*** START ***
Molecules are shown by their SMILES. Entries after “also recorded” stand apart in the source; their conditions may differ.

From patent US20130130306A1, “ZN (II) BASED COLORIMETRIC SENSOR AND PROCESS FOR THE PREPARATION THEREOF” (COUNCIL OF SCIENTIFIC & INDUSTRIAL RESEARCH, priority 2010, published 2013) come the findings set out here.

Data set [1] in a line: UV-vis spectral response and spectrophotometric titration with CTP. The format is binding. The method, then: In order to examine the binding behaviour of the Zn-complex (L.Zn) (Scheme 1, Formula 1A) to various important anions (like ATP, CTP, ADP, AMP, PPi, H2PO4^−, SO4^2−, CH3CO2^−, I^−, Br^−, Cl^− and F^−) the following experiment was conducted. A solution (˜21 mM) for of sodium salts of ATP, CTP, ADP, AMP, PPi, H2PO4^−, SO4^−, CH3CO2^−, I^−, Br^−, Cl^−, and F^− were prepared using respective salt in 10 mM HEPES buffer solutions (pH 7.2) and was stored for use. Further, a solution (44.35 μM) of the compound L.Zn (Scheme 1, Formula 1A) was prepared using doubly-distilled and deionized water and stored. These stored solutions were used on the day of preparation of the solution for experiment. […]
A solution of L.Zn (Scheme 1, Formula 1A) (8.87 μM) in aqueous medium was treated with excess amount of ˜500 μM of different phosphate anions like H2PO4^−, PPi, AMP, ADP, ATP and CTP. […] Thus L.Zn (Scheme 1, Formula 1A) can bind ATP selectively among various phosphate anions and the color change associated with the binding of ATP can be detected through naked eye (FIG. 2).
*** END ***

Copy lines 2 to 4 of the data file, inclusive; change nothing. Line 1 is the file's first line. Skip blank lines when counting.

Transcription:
From patent US20130130306A1, “ZN (II) BASED COLORIMETRIC SENSOR AND PROCESS FOR THE PREPARATION THEREOF” (COUNCIL OF SCIENTIFIC & INDUSTRIAL RESEARCH, priority 2010, published 2013) come the findings set out here.

Data set [1] in a line: UV-vis spectral response and spectrophotometric titration with CTP. The format is binding. The method, then: In order to examine the binding behaviour of the Zn-complex (L.Zn) (Scheme 1, Formula 1A) to various important anions (like ATP, CTP, ADP, AMP, PPi, H2PO4^−, SO4^2−, CH3CO2^−, I^−, Br^−, Cl^− and F^−) the following experiment was conducted. A solution (˜21 mM) for of sodium salts of ATP, CTP, ADP, AMP, PPi, H2PO4^−, SO4^−, CH3CO2^−, I^−, Br^−, Cl^−, and F^− were prepared using respective salt in 10 mM HEPES buffer solutions (pH 7.2) and was stored for use. Further, a solution (44.35 μM) of the compound L.Zn (Scheme 1, Formula 1A) was prepared using doubly-distilled and deionized water and stored. These stored solutions were used on the day of preparation of the solution for experiment. […]
A solution of L.Zn (Scheme 1, Formula 1A) (8.87 μM) in aqueous medium was treated with excess amount of ˜500 μM of different phosphate anions like H2PO4^−, PPi, AMP, ADP, ATP and CTP. […] Thus L.Zn (Scheme 1, Formula 1A) can bind ATP selectively among various phosphate anions and the color change associated with the binding of ATP can be detected through naked eye (FIG. 2).